Automate your Feature and Acceptance Tests in Four Easy Steps

Any significant web application at some point faces the question of how to approach testing of user-facing functionality. Developers could be (hopefully) happily churning out their JUnit-s, NUnit-s and Test::Unit-s, practicing TDD and Continuous Integration, but what does testing your classes, methods, and functions have to do with what your customers actually need from your system?

The answer is: not much, really. Testing web application from the end-user perspective involves dealing with test cases written in a business language, and secondly, firing multiple browsers and hunting down why this particular feature works perfectly fine in a browser Foo and does not work at all in a browser Baz. The right tools for automating this process are Behavior-Driven Development tools and browser “drivers”. These tools come from different development worlds and communities: Ruby, .NET, Java.

Fortunately, you can use many of these tools to test any web application regardless of your application platform whether it’s JavaEE, .NET, ColdFusion, PHP or Ruby on Rails. The tools came the long way since early days of Fit/Fitnesse and you can get from zero feature tests to automation in few easy steps using any desktop OS: Windows, Mac OS X or Linux. I promise.

What might be the most difficult part of this process is bewildering number of choices to make. A lot of choice is a Good Thing and all the tools mentioned in this post are free, open-source tools, but how it all fits together could be quite confusing. Fear not. Let’s walk through the steps.

Step 1. Select and Install a BDD Tool

Behavior-Driven Development is taking automated unit testing a level higher. The emphasis is on a language and readability of tests (or rather scenarios, broken down to steps in BDD parlance). One of the most active communities championing BDD tools is Ruby world. The framework that generated a lot of buzz in the last couple of years is Cucumber. It is a flexible Ruby framework that uses a wonderful domain-specific language for writing your scenarios: Gherkin. Gherkin is pretty much structured English or one of 37 other supported spoken languages. Cucumber natively uses Ruby for glue code (step definitions) that ties your features, scenarios and steps to browser drivers (or to native target applications).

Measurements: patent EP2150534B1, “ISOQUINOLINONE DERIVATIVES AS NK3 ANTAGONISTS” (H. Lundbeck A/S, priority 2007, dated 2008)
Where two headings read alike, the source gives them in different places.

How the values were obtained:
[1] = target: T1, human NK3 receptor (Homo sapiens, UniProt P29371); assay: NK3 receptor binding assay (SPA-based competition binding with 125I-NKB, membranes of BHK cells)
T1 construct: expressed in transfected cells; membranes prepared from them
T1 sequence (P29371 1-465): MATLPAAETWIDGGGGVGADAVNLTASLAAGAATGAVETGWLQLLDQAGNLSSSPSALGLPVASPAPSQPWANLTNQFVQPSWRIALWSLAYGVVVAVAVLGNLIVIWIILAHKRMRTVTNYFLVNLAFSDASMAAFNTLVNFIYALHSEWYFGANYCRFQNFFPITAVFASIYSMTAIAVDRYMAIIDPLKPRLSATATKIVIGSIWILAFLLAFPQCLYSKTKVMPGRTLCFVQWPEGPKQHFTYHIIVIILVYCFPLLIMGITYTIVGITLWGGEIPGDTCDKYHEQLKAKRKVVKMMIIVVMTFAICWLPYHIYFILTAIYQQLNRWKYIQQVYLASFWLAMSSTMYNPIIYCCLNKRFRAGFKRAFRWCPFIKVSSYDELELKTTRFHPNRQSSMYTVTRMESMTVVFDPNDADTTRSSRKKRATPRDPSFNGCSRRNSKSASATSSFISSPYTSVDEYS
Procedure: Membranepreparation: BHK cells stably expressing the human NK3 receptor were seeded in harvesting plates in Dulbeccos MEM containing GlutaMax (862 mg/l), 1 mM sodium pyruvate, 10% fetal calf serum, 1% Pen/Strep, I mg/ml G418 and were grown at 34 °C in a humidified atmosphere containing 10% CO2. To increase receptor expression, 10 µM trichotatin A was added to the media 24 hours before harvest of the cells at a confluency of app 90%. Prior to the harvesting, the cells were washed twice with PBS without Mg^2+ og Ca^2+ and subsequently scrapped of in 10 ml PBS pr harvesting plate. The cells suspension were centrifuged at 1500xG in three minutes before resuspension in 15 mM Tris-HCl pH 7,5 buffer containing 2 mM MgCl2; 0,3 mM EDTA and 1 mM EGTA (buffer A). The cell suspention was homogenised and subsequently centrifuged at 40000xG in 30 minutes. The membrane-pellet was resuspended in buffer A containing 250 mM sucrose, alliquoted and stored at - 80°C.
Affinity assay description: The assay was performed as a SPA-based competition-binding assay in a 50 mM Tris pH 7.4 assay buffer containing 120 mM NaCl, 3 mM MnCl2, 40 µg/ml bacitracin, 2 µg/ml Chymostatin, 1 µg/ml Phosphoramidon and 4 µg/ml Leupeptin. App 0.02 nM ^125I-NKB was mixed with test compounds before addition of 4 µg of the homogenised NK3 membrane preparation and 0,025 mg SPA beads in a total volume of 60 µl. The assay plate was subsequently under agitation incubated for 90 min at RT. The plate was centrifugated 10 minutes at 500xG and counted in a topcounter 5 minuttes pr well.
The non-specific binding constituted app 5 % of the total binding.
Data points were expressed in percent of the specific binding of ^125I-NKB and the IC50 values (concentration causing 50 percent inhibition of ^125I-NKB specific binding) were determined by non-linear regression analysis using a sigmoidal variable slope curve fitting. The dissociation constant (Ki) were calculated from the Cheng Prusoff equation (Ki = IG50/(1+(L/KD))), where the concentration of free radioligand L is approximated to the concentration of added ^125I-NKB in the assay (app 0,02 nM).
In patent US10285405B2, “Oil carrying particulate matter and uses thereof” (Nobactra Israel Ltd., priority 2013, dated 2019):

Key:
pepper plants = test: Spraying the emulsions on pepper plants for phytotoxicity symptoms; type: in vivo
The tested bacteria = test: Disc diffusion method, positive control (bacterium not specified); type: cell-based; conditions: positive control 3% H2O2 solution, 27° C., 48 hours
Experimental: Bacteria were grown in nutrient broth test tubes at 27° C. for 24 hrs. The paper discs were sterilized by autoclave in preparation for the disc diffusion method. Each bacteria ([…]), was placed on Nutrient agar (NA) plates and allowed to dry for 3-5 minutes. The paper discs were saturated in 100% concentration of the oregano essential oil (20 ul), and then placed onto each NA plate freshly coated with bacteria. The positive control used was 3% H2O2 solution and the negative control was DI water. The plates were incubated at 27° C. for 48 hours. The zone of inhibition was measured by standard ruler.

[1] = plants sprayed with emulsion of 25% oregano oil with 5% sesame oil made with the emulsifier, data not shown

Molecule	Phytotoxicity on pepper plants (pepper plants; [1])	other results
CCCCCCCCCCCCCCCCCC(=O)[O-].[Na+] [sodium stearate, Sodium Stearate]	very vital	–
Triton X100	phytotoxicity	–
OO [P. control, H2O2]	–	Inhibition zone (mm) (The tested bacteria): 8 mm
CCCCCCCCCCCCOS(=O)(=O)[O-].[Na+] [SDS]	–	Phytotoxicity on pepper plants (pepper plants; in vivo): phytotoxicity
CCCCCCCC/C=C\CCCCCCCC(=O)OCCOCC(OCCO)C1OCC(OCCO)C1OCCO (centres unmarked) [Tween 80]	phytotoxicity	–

Now, if you don’t know Ruby you might be tempted to go with one of Cucumber ports, for example cucumber-jvm (Java) or SpecFlow (.NET). You would get to write glue code in your programming language of choice, but the setup if often more complex, ports could be less mature or lagging behind flagship Ruby tools. It is hard to come up with other benefits of ports for testing web applications. Why not use this opportunity and learn a fun dynamic language with a lot of interesting ideas? It is used as the first language to teach kids, after all, and you don’t have to learn Rails and a lot of other Ruby frameworks, just the language itself.

My choice: Cucumber

Other choices: Fit/Fitnesse, SpecFlow, RSpec, easyb, etc.

What to do:

  • Windows: Install Ruby 1.8.x and add it to the PATH. Latest versions of Mac OS X come with Ruby 1.8.x. Don’t use Ruby 1.9.x just yet (see below).
  • Set RUBYOPT=-rubygems in your environment.
  • Go to your command line and install the Cucumber Ruby gem.
    >gem install cucumber

    Note: Any gem installation might fail with the following:
    ERROR: does not appear to be a repository
    This problem is transient. Try again in 5 minutes. Another option is to download needed .gem manually and install it:

    >cd {download directory}
    >gem install -lV cucumber

    The local installation (-l) will install Gem dependencies only if they are available in the Gem caches or in the local directory. You might need to download dependencies manually as well.

  • Windows: (optional, but highly recommended in order to display colored output) Install ANSICON.
  • Install RSpec for writing assertions in your glue code.
    >gem install rspec